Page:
Windows MagicDot Path Flaw Lets Attackers Gain Rootkit-Like Abilities

A new vulnerability has been unearthed, allowing attackers to gain rootkit-like abilities on Windows systems without requiring administrative privileges.

Dubbed “MagicDot,” this vulnerability exploits the DOS-to-NT path conversion process within the Windows operating system.

Here, we delve into the technical details of the vulnerability, the attack methods, the rootkit-like abilities it confers, and the mitigation strategies to protect against such exploits.

Free Webinar | Mastering WAAP/WAF ROI Analysis | Book Your Spot

Vulnerability Description

The MagicDot vulnerability is rooted in the way Windows handles file paths. Specifically, it is a known issue within the DOS-to-NT path conversion process that attackers can manipulate.

The vulnerability allows for the concealment of files, directories, and processes, effectively granting the attacker the ability to operate undetected on the system.

DOS PathNT Path (MagicDot)

The issue arises from the handling of file paths that include dots and spaces in a manner that is not anticipated by the system or the software operating on it.

This can lead to a variety of unexpected behaviors, including the misrepresentation of files and processes to the user and the system’s own management tools.

Attackers can exploit the MagicDot vulnerability through several methods:

  1. Hiding Malicious Files and Processes: By using specially crafted file paths with dots and spaces, attackers can hide malicious files and processes from the user and system monitoring tools, such as Task Manager and Process Explorer.
  2. Archive File Manipulation: Attackers can manipulate archive files to hide their contents. When a victim extracts the archive, the extraction logic is tricked into creating symbolic links instead of the actual files, leading to the execution of the attacker’s payload.
  3. Misrepresentation of Files: The vulnerability can be used to make malware files appear as verified executables published by Microsoft, deceiving users and potentially bypassing security measures.
  4. Denial of Service (DoS): Attackers can disable Process Explorer by exploiting a DoS vulnerability, hindering the victim’s ability to analyze and detect malicious activity.

Rootkit-like Abilities

The MagicDot vulnerability grants attackers abilities akin to a rootkit, which is a type of malware designed to gain unauthorized root or administrative access to a computer while remaining hidden:

Stealth: The ability to hide files, directories, and processes from both users and system monitoring tools.

Anti-Analysis: Techniques to disable or mislead analysis tools like Process Explorer, making it difficult for users or administrators to detect the presence of malware.

Persistence: By hiding malicious processes and files, attackers can maintain a persistent presence on the system without detection.

Researchers disclosed findings to Microsoft, as noted above. Microsoft did address the vulnerabilities, but has decided to leave the DOS-to-NT path conversion known issue unfixed.

  • Remote Code Execution (CVE-2023-36396, CVSS: 7.8): The vulnerability was confirmed, reproduced, and fixed by Microsoft. It was assessed as an RCE with an “Important” severity.
  • Elevation of Privilege (Write) (CVE-2023-32054, CVSS: 7.3): The vulnerability was confirmed, reproduced, and fixed by Microsoft. It was assessed as a privilege elevation (PE) with an “Important” severity.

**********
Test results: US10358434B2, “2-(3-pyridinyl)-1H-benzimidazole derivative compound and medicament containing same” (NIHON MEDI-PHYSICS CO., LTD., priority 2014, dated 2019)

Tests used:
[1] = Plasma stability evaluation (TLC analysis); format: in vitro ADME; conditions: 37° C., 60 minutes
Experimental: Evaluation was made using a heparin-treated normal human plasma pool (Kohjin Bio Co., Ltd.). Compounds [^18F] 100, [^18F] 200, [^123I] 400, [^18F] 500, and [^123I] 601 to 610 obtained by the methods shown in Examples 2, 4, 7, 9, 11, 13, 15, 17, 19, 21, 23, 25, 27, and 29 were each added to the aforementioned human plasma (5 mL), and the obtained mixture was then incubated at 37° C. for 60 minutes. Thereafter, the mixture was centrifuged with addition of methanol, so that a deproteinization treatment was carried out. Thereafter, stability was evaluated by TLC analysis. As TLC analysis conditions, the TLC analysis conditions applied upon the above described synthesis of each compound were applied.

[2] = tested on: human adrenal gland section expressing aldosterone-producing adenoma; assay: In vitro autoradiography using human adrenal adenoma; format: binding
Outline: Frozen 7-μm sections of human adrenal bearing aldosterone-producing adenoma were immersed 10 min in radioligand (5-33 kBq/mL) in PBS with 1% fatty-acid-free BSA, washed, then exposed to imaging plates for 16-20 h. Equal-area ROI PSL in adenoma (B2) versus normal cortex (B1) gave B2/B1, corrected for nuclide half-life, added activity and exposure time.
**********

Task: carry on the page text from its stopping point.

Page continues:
• Elevation of Privilege (Deletion): The vulnerability was reproduced and confirmed by Microsoft. However, they did not issue a CVE or a fix, but instead provided the following response: “Thank you again for submitting this issue to Microsoft. We determined that this issue does not require immediate security service but did reveal unexpected behavior. A fix for this issue will be considered in a future version of this product or service.”
  • Process Explorer Unprivileged DOS for Anti-Analysis (CVE-2023-42757): The vulnerability was reproduced, confirmed, and fixed by the engineering team of Process Explorer in version 17.04. CVE-2023-42757 was reserved for this vulnerability by MITRE. MITRE confirmed the vulnerability with Microsoft and will publish the CVE once online publication of the details is available.
Guru baran

Gurubaran is a co-founder of Cyber Security News and GBHackers On Security. He has 10+ years of experience as a Security Consultant, Editor, and Analyst in cybersecurity, technology, and communications.

Recent Posts

Hackers Claiming Dettol Data Breach: 453,646 users Impacted

A significant data breach has been reported by a threat actor known as 'Hana,' who claims to have compromised the…

2 days ago

CrowdStrike Update Triggers Widespread Windows BSOD Crashes

A recent update from cybersecurity firm CrowdStrike has caused significant disruptions for Windows users, leading to widespread reports of Blue…

2 days ago

Operation Spincaster Disrupts Approval Phishing Technique that Drains Victim’s Wallets

Chainalysis has launched Operation Spincaster, an initiative to disrupt approval phishing scams that have drained billions from victims' wallets. This…

2 days ago

Octo Tempest Know for Attacking VMWare ESXi Servers Added RansomHub & Qilin to Its Arsenal

Threat actors often attack VMware ESXi servers since they accommodate many virtual machines, which link to a variety of systems…

3 days ago

TAG-100 Actors Using Open-Source Tools To Attack Gov & Private Orgs

Hackers exploit open-source tools to execute attacks because they are readily available, well-documented, and often have extensive community support, making…

3 days ago

macOS Users Beware Of Weaponized Meeting App From North Korean Hackers

Meeting apps are often targeted and turned into weapons by hackers as they are largely employed for communication and collaboration,…

3 days ago